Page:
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Bobby Jindal comments on Ferguson, Politico reports

Louisiana Gov. Bobby Jindal is among the potential contenders for the GOP’s 2016 presidential nomination who sought out comments from on the events in Ferguson, Missouri, following the announcement that a grand jury opted not to indict Darren Wilson, the white police officer who shot and killed unarmed black teen Michael Brown.

“A young man is dead — this situation is truly a tragedy and our hearts go out to his family,” Jindal said in a statement to Politico. “Some have used this as an excuse for lawlessness, arson and destroying property, but that is not the answer. The community must come together in the aftermath of this situation, not divide itself by acts of violence. I do not care what pigmentation anyone’s skin is. Justice is color blind, God is color blind, and I believe we all should be color blind.”

The Politico piece notes that Hillary Clinton, the apparent Democratic frontrunner for 2016 at this time, has been silent on the ongoing protests spawned from growing racial tension over Brown’s death (and similar cases) and the grand jury’s decision announced Monday.

Other potential GOP contenders, including Jindal’s fellow Republican Govs. Chris Christie of New Jersey and Rick Perry of Texas, called for less violence.

As Politico writes: “The only likely 2016er to opine at length on Ferguson is Rand Paul, a Republican who has made criminal justice reform and minority outreach part of his brand. He told POLITICO on Tuesday that the crisis in the Missouri town highlights the need to reform the justice system, a topic he expanded on at length in a an opinion piece for Time later that day.”

Read the full article, including what other 2016 hopefuls have said about Ferguson here.

Bobby Jindal’s chief of staff makes local ’40 under 40′ list

Kyle Plotkin, who became Gov. Bobby Jindal’s chief of staff earlier this year, has been named to the Baton Rouge Business Report’s “Forty Under 40” list for 2014.

Plotkin, 32, has quickly risen the ranks in Jindal’s administration — beginning as his press secretary in 2008. A New Jersey native, he previously worked for state Treasurer John Kennedy’s unsuccessful U.S. Senate campaign.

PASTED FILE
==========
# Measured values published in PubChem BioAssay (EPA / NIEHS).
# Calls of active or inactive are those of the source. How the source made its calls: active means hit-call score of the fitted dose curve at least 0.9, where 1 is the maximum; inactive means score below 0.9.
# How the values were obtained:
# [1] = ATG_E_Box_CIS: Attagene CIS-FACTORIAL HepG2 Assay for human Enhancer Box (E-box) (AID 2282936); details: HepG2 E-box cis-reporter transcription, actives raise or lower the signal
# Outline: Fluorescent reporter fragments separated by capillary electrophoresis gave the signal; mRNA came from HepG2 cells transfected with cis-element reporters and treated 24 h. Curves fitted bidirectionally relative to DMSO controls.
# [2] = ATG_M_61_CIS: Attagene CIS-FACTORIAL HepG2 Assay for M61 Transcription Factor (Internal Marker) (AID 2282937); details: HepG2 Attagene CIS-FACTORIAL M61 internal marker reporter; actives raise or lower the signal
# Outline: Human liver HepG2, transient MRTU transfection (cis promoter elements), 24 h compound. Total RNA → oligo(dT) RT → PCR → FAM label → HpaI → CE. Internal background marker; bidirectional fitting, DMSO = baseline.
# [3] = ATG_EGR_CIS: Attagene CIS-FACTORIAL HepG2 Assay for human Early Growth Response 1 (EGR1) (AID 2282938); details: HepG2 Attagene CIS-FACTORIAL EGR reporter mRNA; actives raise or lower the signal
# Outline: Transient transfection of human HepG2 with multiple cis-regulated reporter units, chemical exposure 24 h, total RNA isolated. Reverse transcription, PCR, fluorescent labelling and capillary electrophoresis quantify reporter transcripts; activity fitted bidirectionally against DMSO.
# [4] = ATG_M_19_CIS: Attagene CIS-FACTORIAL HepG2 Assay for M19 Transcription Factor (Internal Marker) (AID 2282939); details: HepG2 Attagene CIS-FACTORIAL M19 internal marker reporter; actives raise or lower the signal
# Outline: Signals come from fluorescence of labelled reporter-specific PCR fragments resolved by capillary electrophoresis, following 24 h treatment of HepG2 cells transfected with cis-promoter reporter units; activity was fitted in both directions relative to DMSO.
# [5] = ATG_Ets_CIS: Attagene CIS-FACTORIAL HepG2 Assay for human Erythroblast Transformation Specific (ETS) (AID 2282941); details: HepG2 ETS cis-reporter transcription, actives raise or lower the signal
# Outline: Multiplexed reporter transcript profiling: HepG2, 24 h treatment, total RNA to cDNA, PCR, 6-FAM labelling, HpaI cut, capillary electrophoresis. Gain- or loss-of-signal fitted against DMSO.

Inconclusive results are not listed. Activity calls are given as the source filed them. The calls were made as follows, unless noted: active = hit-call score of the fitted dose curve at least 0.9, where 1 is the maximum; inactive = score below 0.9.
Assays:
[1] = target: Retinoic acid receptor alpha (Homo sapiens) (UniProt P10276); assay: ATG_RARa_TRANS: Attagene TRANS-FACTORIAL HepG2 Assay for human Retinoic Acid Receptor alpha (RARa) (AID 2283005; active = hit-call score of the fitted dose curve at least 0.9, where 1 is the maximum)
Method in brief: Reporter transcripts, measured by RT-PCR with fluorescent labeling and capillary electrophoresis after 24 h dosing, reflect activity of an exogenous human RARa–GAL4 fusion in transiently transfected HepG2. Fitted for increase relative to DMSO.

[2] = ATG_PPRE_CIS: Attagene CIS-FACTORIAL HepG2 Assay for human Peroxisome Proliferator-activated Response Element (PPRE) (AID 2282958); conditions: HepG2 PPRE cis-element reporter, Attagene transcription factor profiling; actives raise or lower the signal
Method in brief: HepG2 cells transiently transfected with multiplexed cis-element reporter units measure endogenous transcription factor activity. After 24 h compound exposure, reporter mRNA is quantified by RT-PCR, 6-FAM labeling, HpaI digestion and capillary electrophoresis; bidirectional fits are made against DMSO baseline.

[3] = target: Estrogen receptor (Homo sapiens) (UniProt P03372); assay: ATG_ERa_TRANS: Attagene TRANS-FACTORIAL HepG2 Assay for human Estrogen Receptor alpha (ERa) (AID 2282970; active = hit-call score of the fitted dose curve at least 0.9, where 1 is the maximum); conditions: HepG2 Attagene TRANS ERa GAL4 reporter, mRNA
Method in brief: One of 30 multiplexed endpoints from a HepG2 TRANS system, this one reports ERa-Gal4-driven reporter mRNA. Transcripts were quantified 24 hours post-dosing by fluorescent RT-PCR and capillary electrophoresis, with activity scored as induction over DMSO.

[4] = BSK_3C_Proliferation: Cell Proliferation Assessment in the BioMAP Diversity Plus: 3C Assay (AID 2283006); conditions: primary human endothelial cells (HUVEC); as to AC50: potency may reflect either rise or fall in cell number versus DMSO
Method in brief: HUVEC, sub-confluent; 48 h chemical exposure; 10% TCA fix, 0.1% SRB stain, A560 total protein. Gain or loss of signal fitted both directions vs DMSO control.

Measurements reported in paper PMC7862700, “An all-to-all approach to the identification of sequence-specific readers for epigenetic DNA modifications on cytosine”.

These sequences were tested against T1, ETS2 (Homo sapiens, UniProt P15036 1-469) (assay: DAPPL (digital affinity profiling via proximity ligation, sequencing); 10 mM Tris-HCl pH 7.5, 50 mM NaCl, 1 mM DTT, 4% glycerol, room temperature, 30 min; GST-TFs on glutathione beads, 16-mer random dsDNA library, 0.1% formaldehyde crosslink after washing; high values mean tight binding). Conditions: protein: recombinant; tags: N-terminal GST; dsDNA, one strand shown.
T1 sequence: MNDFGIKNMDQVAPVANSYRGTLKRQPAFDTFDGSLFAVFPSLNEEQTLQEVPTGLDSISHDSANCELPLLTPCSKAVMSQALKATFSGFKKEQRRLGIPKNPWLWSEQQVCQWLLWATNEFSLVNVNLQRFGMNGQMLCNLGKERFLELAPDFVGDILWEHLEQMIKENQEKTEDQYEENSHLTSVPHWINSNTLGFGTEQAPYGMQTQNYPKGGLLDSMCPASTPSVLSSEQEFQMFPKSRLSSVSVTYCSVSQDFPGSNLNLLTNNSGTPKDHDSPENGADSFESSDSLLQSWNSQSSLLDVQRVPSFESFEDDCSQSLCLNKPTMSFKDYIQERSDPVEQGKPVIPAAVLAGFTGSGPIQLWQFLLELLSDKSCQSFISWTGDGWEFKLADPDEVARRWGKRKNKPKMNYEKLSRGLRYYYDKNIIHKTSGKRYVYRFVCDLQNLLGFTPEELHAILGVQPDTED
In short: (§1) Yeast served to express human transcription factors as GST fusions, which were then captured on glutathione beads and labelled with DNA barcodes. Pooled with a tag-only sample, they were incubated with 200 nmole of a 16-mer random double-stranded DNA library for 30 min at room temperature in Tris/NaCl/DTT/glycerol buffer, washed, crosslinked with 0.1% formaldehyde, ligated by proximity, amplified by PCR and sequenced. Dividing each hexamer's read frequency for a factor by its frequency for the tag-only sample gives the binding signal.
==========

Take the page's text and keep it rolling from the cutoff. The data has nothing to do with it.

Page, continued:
Curious about what Plotkin wanted to become as a child (Hint: It doesn’t involve politics), his favorite app or his nostalgia over a certain 90s song and dance? Check out the full Q&A with the Business Report here.

The annual “Forty Under 40″ list — which this year also includes Kia Bickham, who works in Mayor-President Kip Holden’s administration and serves as his chief adviser for the Mayor’s Youth Advisory Council; Terrence Ginn, the state Board of Regent’s assistant commissioner for finance and administration; and Triumph Kitchen founder Chef Chris Wadsworth — is meant to reflect the “capital region’s rising stars.”

Check out the full breakdown here.

Conservative group marks Thanksgiving with 2-minute anti-Barack Obama, pro-Bill Cassidy ad

A conservative super PAC is launching a dramatic new Thanksgiving-themed political ad critical of President Barack Obama that also appears to promote Republican Bill Cassidy in his effort to unseat Democratic U.S. Sen. Mary Landrieu. The two face each other in a Dec. 6 runoff.

Clocking in at two minutes, the ad from the Conservative War Chest touches on several Obama’s actions and policies in office — ranging from immigration to U.S.-China relations.

The ad accuses Obama of “causing resentments for a generation by using one group against the other and dividing the country and weakening the rule of law that protects us all.”

It never mentions aloud Landrieu or Cassidy by name (nor does the narrator even note the Louisiana Senate race), but the ad flashes Cassidy’s picture and name on the screen at the very end during the required political disclaimer.

The Washington Post’s Post Politics blog notes it’s unclear how much money the PAC is spending on spreading the ad. Mike Flynn, a CWC spokesman, told the Post: “We are pleased to have time on NFL football on Thanksgiving Day as well as local news over the weekend.”

Republican Bill Cassidy outpaces Democrat Mary Landrieu in fundraising before Dec. 6 U.S. Senate runoff vote

Leading in the polls heading into the Dec. 6 runoff for the U.S. Senate, Republican U.S. Rep. Bill Cassidy, of Baton Rouge, also led in fundraising over his Democratic opponent, incumbent Mary Landrieu, in the latest filing period, according to Federal Election Commission reports.

Cassidy reported taking in $2.2 million from Oct. 16 through Nov. 16. He ended the period with $1.3 million cash on hand.

Landrieu collected $1.8 million in the same period, and had $780,000 on hand at its conclusion, her report said.

Cassidy’s report was filed after the deadline for the period.

Landrieu edged Cassidy, 42 percent to 41 percent, in the Nov. 4 open primary, but polls consistently show him winning the runoff.






U.S. News: GOP looks to governors for 2016

Louisiana Gov. Bobby Jindal’s stature as a state leader could work to be to his advantage as he considers a run for president in the coming year.